Located in the centre of the city within the Palais de Justice complex on the Île de la Cite, the Sainte-Chapelle (Holy Chapel) is a small Gothic chapel constructed in the Rayonnant style. Built by King Louis IX from 1238-1244, the chapel housed holy relics from the Passion believed to be Jesus' Crown of Thorns and a piece of the True Cross. These items were purchased from the Byzantine emperor Baldwin II in 1239 for a huge sum of 135,000 Livres (the church cost 40,000 livres to build) due to the King's desire to elevate France as the leader of Western Christianity. The Sainte-Chapelle provides visitors with a spectacular visual experience since the entire upper tier of the chapel is surrounded by enormous stained glass windows.
Underneath the glaze of the Parisian sky, the Eiffel Tower captures the dazzling spirit of its French capital. A magnificent wrought iron lattice tower that was originally built as an entrance to the 1889 World's Fair, the tower was designed by Gustave Eiffel after his inspiration was fueled by the pyramidal form of Egypt's historic landmarks. This comparison was met with ardent disapproval from several eminent Frenchmen before the tower came to be the celebrated global icon that it is known as today. At a stunning height of 324 meters (1,063 feet), the Eiffel Tower dominates the skyline as the city's tallest, and the country's second-tallest freestanding structure. Its majestic form sports three shades – darkest at the lowest level and colored in a light contrast as the tower ambles up to the top – an illusory mechanism adopted so as to complement its surroundings. The Eiffel Tower is one of the most winning sights in all of France, and even after more than a century, people continue to extol this monumental symbol of architectural beauty.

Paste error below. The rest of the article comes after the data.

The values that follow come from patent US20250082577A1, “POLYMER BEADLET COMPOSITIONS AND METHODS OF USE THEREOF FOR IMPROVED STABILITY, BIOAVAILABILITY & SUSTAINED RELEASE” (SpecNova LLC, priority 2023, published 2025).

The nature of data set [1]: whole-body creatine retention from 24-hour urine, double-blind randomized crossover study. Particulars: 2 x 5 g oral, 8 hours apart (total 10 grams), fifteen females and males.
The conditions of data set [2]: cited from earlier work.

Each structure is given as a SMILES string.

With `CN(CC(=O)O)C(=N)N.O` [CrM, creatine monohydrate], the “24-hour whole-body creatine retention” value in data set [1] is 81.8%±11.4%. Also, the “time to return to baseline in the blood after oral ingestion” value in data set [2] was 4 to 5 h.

The Louvre Museum houses one of the largest collections of artworks and antiquities in the world. The museum is located inside the Louvre Palace, which was built in the 12th Century as a fortress by Philip II. After Louis XIV, he decided to move his court to Versailles, the palace was occupied by a variety of institutions related to the arts. The museum was first opened under the National Assembly in 1793. The establishment is divided into sections, including drawing, painting and sculpture, and houses antiquities from Egypt, Rome, Greece, and several other cultures. Visitors to the museum can explore its many wings and see some of the most famous works like the Mona Lisa, Venus de Milo and Liberty Leading the People.
Perched elegantly on Île de la Cité, Cathédrale Notre-Dame de Paris is as arresting as it is imposing. One look at the spellbinding architectural details, both inside and out, and you'll understand why it took nearly a century to complete, beginning 1160. Two monumental towers rise from it's western facade, marking the most intricately adorned portion of the cathedral. As a bonus, visitors can climb the 380 odd steps leading to the top of the towers for arguable the best views of the Parisian cityscape. Highlight of the cathedral's interiors are most certainly, the beautifully vivid rose windows in stained glass. History enthusiasts can also check out the archaeological crypt that exhibits interesting relics found in Paris. Considered to be a masterpiece of French Gothic architecture, Cathédrale Notre-Dame de Paris is deservedly one of the most visited of Paris' enchanting sights.